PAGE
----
Publisher: Warner Bros. Games
Genre: Video GamesAction/Adventure
Release Date: 06/19/2012
Platform(s): Nintendo Wii, Xbox 360, PlayStation 3, PlayStation Vita, Nintendo DS, Nintendo 3DS, Windows
Online Enabled: No
ESRB Rating: E10+
ESRB Explanation: For Cartoon Violence
Common Sense Says: Vast world, fun superhero characters that finally talk!
Common Sense Rates It:
Parents need to know
Parents need to know that while LEGO Batman 2: DC Super Heroes offers its fair share of cartoony violence and fighting, it also promotes cooperation and incorporates plenty of puzzles into the action, working out kids' brains along with their thumbs. The characters are all portrayed as blocky LEGO figures, which minimizes the impact of the violence, but certainly doesn't negate it. Still, the superheroes here are of the colorful boy-scout variety (Superman even chides Batman for making a mess while stopping crime).
- Families can talk about the fighting in the game. Does portraying the characters as LEGO toys make the violence more palatable? Is the hand-to-hand combat different from the fighting where weapons are involved?
- Parents can also talk to kids about tie-in marketing. Does playing a LEGO video game make children want to buy LEGO toys? Or vice versa?
- Friends, siblings, and even parents can play cooperatively as a team. What is hard about working with a partner in a video game? What's nice about it?
What's the story?
In LEGO BATMAN 2: DC SUPER HEROES, the evil Joker and Lex Luthor team up in a plot to destroy all the LEGO brick buildings of Gotham City. Batman and Robin enlist the aid of their high-flying pal Superman (and eventually the entire Justice League, including Wonder Woman, Flash, Green Lantern, and more) to save the day. LEGO Gotham City, which can be explored freely in between story chapters, is a vast open game world filled with hidden challenges and bonus treasures. In addition to all the hero and villain characters that can be controlled by players, there are also loads of vehicles (land, sea, and air) that can be used for both exploration and combat.
Is it any good?
Lego Batman 2: DC Super Heroes offers something no LEGO game has offered before -- the ability to save your game in the middle of a level. Since some of these story levels can take up to forty minutes to play through, those save points are a huge relief (though it would be nice if they didn't disappear as soon as you used them once). It's also fun to finally hear the LEGO mini-figures speak, which allows for great comic interplay between the heroes in cinematic sequences. And the vast open world means there's so much more to do beyond the main plot. Aside from some potential dizzying when the split-screen kicks in, this is another great co-op experience from LEGO.
How to play
Playbility: The controls are easy to pick up and intuitive to use, though camera angles can sometimes make things more difficult than they need to be, mostly due to the split-screen effect during multiplayer sessions. It's great that characters don't need to stick together the entire time, but thanks to the vast size of the game world, characters can sometimes end up so far from one another that it's problematic.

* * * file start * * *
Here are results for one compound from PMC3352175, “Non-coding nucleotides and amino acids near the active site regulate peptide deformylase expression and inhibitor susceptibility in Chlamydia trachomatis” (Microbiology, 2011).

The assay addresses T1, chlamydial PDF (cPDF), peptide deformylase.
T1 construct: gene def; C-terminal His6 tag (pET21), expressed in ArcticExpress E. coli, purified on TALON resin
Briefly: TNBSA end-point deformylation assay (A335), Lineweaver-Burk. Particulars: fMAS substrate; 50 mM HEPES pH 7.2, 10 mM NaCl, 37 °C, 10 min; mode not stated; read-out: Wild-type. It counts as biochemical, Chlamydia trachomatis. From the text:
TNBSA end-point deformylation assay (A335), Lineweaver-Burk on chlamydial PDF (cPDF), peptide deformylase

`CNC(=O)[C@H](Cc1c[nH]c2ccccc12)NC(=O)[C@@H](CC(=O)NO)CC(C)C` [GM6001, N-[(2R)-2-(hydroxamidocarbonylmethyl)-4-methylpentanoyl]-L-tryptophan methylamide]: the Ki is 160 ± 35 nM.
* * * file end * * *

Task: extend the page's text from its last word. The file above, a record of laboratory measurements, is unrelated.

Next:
The Good Stuff
Messages: Teamwork is an essential part of all the LEGO video games, but it may never have been a more crucial gameplay element than it is here. So many sections of the story require multi-character cooperation. This is a superhero action game, though, so be prepared for lots of fighting (not always the best message).
Role Models: The superheroes are, well, heroes -- of the classic kind, too. These are the kind of colorful heroes that represent truth, justice, and the American way. There's never a call for help that they won't answer. Even Batman, who is the darkest and broodiest of the bunch, never comes anywhere near the tortured intensity of the character's movie portrayals.
Ease of play: The controls are easy to pick up and intuitive to use, though camera angles can sometimes make things more difficult than they need to be, mostly due to the split-screen effect during multiplayer sessions. It's great that characters don't need to stick together the entire time, but thanks to the vast size of the game world, characters can sometimes end up so far from one another that it's problematic.
What to watch out for
Violence There's plenty of comic-book combat to go around, including some major brawls with loads of bad guys to beat up. The action is all incredibly cartoony, though, as all the punches, kicks, heat-ray blasts, boomerang throws, etc. come from stubby little LEGO mini-figures. Characters break up into their component LEGO parts when defeated. Gunfire and explosions also come into play during vehicle-based levels.
Sex: Not an issue
Language: Not an issue
Consumerism: The game is not subtle about its ties to both the LEGO toy line and the DC Comics superhero franchises.
Drinking, drugs & smoking: Not an issue